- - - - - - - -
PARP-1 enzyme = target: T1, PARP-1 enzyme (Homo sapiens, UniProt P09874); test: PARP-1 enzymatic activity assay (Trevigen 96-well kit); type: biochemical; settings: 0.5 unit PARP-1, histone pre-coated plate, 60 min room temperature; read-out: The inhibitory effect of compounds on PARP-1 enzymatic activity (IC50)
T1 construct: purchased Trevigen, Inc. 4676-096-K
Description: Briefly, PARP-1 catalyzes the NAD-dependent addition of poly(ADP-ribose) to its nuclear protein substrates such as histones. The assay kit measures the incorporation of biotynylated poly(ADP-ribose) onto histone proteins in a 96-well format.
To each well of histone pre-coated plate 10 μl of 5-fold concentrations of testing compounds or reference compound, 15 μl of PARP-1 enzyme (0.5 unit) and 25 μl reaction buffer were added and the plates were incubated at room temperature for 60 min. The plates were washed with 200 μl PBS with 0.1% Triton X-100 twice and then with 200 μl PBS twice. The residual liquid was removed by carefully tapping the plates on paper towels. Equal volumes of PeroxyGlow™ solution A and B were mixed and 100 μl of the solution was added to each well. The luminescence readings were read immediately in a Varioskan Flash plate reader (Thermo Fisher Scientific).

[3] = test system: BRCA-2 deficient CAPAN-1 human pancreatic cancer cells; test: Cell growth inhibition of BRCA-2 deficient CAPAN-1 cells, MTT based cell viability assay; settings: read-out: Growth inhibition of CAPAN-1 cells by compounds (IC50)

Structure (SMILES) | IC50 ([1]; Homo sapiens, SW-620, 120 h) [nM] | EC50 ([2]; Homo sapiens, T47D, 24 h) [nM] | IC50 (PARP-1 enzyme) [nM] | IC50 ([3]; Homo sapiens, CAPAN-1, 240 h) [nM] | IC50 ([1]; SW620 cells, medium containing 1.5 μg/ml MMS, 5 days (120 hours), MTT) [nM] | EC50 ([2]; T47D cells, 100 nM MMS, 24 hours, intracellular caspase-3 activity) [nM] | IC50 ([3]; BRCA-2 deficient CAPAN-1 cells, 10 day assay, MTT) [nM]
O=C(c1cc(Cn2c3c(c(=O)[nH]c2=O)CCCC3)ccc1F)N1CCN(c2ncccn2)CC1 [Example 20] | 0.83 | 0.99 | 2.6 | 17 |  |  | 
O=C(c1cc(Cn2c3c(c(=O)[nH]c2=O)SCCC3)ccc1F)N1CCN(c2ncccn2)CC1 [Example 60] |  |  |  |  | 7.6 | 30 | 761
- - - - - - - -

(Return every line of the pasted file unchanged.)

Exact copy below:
PARP-1 enzyme = target: T1, PARP-1 enzyme (Homo sapiens, UniProt P09874); test: PARP-1 enzymatic activity assay (Trevigen 96-well kit); type: biochemical; settings: 0.5 unit PARP-1, histone pre-coated plate, 60 min room temperature; read-out: The inhibitory effect of compounds on PARP-1 enzymatic activity (IC50)
T1 construct: purchased Trevigen, Inc. 4676-096-K
Description: Briefly, PARP-1 catalyzes the NAD-dependent addition of poly(ADP-ribose) to its nuclear protein substrates such as histones. The assay kit measures the incorporation of biotynylated poly(ADP-ribose) onto histone proteins in a 96-well format.
To each well of histone pre-coated plate 10 μl of 5-fold concentrations of testing compounds or reference compound, 15 μl of PARP-1 enzyme (0.5 unit) and 25 μl reaction buffer were added and the plates were incubated at room temperature for 60 min. The plates were washed with 200 μl PBS with 0.1% Triton X-100 twice and then with 200 μl PBS twice. The residual liquid was removed by carefully tapping the plates on paper towels. Equal volumes of PeroxyGlow™ solution A and B were mixed and 100 μl of the solution was added to each well. The luminescence readings were read immediately in a Varioskan Flash plate reader (Thermo Fisher Scientific).

[3] = test system: BRCA-2 deficient CAPAN-1 human pancreatic cancer cells; test: Cell growth inhibition of BRCA-2 deficient CAPAN-1 cells, MTT based cell viability assay; settings: read-out: Growth inhibition of CAPAN-1 cells by compounds (IC50)

Structure (SMILES) | IC50 ([1]; Homo sapiens, SW-620, 120 h) [nM] | EC50 ([2]; Homo sapiens, T47D, 24 h) [nM] | IC50 (PARP-1 enzyme) [nM] | IC50 ([3]; Homo sapiens, CAPAN-1, 240 h) [nM] | IC50 ([1]; SW620 cells, medium containing 1.5 μg/ml MMS, 5 days (120 hours), MTT) [nM] | EC50 ([2]; T47D cells, 100 nM MMS, 24 hours, intracellular caspase-3 activity) [nM] | IC50 ([3]; BRCA-2 deficient CAPAN-1 cells, 10 day assay, MTT) [nM]
O=C(c1cc(Cn2c3c(c(=O)[nH]c2=O)CCCC3)ccc1F)N1CCN(c2ncccn2)CC1 [Example 20] | 0.83 | 0.99 | 2.6 | 17 |  |  | 
O=C(c1cc(Cn2c3c(c(=O)[nH]c2=O)SCCC3)ccc1F)N1CCN(c2ncccn2)CC1 [Example 60] |  |  |  |  | 7.6 | 30 | 761